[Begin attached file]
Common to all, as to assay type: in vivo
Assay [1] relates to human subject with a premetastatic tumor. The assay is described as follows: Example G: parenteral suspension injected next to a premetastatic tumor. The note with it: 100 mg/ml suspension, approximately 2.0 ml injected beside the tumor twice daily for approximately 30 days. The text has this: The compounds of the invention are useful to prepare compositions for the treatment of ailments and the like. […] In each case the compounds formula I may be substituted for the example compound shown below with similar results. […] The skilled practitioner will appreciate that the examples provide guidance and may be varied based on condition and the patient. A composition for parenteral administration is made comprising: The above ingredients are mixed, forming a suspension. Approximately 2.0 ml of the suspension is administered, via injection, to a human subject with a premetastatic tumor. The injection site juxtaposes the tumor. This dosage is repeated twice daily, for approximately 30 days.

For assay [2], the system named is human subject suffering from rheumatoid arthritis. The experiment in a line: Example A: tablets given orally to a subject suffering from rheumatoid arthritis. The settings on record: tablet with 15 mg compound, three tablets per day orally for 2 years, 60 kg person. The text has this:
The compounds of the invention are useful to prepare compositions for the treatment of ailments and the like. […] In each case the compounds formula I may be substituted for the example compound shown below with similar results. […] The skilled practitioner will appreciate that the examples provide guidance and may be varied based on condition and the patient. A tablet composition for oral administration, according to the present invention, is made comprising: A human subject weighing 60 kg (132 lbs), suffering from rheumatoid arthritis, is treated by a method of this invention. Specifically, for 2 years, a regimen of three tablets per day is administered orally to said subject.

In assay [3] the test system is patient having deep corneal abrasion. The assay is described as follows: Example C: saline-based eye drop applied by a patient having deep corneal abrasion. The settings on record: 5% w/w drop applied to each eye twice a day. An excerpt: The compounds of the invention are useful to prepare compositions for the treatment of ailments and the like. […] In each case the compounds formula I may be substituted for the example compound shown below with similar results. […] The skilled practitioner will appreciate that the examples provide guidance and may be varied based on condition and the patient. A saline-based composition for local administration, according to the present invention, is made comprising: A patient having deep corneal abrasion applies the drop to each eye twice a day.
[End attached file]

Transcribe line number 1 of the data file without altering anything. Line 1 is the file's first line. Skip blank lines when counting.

Common to all, as to assay type: in vivo